Pennsylvania Liquor Control Board RAMP Certification
The Pennsylvania Liquor Control Board has developed a training program for businesses that are licensed to serve alcohol. This program is designed to teach business and their employees how to serve alcohol responsibly. The program is called RAMP, which stands for “Responsible Alcohol Management Program.”
Any business that is licensed to serve alcohol in Pennsylvania would benefit from RAMP training and certification. RAMP explains how to:
- Detect signs of impairment and intoxication, and effectively cut off service to a customer who has had too much to drink
- Identify underage individuals, and deter minors from coming into your establishment in the first place
- Detect altered, counterfeit, and borrowed identification
- Avoid unnecessary liability
- Help reduce alcohol-related problems (underage drinking, vehicle crashes, fights, etc) in your community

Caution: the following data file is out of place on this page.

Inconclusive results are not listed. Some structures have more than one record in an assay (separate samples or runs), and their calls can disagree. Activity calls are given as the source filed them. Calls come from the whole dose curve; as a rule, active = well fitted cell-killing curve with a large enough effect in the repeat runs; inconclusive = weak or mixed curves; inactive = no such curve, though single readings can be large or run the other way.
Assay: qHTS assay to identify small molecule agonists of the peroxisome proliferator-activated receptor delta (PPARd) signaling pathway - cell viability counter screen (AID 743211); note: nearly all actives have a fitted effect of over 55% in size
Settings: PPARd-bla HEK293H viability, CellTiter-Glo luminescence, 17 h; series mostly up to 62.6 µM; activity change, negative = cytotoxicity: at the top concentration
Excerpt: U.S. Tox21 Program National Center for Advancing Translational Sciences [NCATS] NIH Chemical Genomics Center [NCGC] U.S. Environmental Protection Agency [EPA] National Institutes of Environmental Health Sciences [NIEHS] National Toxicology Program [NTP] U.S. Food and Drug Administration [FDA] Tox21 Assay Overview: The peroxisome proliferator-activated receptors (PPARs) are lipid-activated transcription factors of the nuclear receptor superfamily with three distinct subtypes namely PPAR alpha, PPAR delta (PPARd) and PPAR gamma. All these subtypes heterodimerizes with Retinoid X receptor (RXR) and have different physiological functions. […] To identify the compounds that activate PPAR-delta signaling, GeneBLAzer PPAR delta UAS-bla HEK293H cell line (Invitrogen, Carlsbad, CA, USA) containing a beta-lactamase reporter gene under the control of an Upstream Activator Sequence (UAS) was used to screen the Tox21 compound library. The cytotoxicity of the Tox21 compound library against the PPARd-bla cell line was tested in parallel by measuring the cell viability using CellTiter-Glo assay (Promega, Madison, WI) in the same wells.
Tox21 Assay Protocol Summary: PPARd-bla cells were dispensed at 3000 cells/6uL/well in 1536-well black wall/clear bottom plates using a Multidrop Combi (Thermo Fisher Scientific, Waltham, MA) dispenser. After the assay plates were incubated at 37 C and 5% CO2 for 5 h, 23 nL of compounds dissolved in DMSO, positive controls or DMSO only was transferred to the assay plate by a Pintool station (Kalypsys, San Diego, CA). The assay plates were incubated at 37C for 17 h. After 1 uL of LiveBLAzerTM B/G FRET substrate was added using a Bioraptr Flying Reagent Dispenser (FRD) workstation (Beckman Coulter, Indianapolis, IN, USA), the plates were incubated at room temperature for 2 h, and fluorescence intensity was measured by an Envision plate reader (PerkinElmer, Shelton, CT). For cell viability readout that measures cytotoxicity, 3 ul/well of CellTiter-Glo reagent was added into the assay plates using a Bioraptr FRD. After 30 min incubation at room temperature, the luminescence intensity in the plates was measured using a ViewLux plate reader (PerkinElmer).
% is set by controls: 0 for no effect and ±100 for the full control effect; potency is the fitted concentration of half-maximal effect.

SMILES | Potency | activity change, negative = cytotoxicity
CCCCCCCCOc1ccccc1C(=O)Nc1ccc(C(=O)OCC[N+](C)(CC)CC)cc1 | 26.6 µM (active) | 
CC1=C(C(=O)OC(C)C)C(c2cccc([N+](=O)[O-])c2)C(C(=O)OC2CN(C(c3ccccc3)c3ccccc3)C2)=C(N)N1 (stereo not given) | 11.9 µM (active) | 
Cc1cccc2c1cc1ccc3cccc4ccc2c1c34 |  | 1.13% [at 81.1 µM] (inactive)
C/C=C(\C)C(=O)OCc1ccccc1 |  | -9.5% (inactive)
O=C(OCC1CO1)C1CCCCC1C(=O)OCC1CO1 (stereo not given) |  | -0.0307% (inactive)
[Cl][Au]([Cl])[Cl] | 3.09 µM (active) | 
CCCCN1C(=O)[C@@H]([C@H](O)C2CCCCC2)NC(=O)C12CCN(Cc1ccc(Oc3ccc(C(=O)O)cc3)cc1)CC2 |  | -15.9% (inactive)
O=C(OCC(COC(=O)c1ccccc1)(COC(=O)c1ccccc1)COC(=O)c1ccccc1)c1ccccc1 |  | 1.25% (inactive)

More information about RAMP may be found at the Pennsylvania Liquor Control Board’s website.
Connect with our Pennsylvania dram shop lawyers today
Contact our team of attorneys today to discuss your potential dram shop claim, or a claim in any of our other practice areas of law. The initial consultation is always free. We offer a contingent fee, which means you pay no retainer and do not pay any money out of pocket. Our firm is only paid a fee if we recover money in the case.
It is very important to contact a dram shop attorney as soon as possible after an accident. Time is of the essence in starting an investigation. The Philadelphia dram shop lawyers at Mattiacci Law are ready to investigate your case.
Call our Philadelphia office at 215-914-6919 or toll free at 866-617-0050.